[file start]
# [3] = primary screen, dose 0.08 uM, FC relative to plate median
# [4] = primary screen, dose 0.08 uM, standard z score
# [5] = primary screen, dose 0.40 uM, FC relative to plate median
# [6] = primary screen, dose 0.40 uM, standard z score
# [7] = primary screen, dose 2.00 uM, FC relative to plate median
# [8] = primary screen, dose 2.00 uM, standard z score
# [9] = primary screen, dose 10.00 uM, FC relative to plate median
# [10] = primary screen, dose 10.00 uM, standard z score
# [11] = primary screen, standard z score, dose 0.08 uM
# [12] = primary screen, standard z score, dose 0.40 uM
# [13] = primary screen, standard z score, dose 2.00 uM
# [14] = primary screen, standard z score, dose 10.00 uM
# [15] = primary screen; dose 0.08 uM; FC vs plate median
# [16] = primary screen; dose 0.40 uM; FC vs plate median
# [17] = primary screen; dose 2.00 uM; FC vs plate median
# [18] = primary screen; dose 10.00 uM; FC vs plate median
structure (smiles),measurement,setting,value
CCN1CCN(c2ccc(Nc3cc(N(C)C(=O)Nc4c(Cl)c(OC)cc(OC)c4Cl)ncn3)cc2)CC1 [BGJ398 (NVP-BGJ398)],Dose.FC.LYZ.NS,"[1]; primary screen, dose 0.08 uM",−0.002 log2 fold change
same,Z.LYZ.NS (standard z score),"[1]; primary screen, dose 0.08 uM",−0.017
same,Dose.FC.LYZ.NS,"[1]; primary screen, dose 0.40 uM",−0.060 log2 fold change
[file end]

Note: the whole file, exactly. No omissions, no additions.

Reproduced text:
# [3] = primary screen, dose 0.08 uM, FC relative to plate median
# [4] = primary screen, dose 0.08 uM, standard z score
# [5] = primary screen, dose 0.40 uM, FC relative to plate median
# [6] = primary screen, dose 0.40 uM, standard z score
# [7] = primary screen, dose 2.00 uM, FC relative to plate median
# [8] = primary screen, dose 2.00 uM, standard z score
# [9] = primary screen, dose 10.00 uM, FC relative to plate median
# [10] = primary screen, dose 10.00 uM, standard z score
# [11] = primary screen, standard z score, dose 0.08 uM
# [12] = primary screen, standard z score, dose 0.40 uM
# [13] = primary screen, standard z score, dose 2.00 uM
# [14] = primary screen, standard z score, dose 10.00 uM
# [15] = primary screen; dose 0.08 uM; FC vs plate median
# [16] = primary screen; dose 0.40 uM; FC vs plate median
# [17] = primary screen; dose 2.00 uM; FC vs plate median
# [18] = primary screen; dose 10.00 uM; FC vs plate median
structure (smiles),measurement,setting,value
CCN1CCN(c2ccc(Nc3cc(N(C)C(=O)Nc4c(Cl)c(OC)cc(OC)c4Cl)ncn3)cc2)CC1 [BGJ398 (NVP-BGJ398)],Dose.FC.LYZ.NS,"[1]; primary screen, dose 0.08 uM",−0.002 log2 fold change
same,Z.LYZ.NS (standard z score),"[1]; primary screen, dose 0.08 uM",−0.017
same,Dose.FC.LYZ.NS,"[1]; primary screen, dose 0.40 uM",−0.060 log2 fold change